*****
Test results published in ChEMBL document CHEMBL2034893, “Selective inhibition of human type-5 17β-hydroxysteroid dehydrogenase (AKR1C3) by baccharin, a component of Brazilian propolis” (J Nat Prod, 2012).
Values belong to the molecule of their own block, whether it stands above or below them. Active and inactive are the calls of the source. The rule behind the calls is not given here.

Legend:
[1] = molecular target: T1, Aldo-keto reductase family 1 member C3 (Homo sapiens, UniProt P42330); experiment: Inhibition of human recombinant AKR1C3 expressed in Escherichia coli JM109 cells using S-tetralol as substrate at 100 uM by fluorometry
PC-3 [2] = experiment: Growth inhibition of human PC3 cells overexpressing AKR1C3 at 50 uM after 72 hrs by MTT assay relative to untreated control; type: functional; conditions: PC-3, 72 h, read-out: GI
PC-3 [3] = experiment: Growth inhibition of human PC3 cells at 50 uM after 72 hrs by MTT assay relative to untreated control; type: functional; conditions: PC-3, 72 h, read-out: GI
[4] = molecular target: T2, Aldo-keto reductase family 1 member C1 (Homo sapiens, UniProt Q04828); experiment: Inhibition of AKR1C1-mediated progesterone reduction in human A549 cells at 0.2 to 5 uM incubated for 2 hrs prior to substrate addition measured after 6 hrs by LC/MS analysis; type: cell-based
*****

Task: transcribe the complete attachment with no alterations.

Test results published in ChEMBL document CHEMBL2034893, “Selective inhibition of human type-5 17β-hydroxysteroid dehydrogenase (AKR1C3) by baccharin, a component of Brazilian propolis” (J Nat Prod, 2012).
Values belong to the molecule of their own block, whether it stands above or below them. Active and inactive are the calls of the source. The rule behind the calls is not given here.

Legend:
[1] = molecular target: T1, Aldo-keto reductase family 1 member C3 (Homo sapiens, UniProt P42330); experiment: Inhibition of human recombinant AKR1C3 expressed in Escherichia coli JM109 cells using S-tetralol as substrate at 100 uM by fluorometry
PC-3 [2] = experiment: Growth inhibition of human PC3 cells overexpressing AKR1C3 at 50 uM after 72 hrs by MTT assay relative to untreated control; type: functional; conditions: PC-3, 72 h, read-out: GI
PC-3 [3] = experiment: Growth inhibition of human PC3 cells at 50 uM after 72 hrs by MTT assay relative to untreated control; type: functional; conditions: PC-3, 72 h, read-out: GI
[4] = molecular target: T2, Aldo-keto reductase family 1 member C1 (Homo sapiens, UniProt Q04828); experiment: Inhibition of AKR1C1-mediated progesterone reduction in human A549 cells at 0.2 to 5 uM incubated for 2 hrs prior to substrate addition measured after 6 hrs by LC/MS analysis; type: cell-based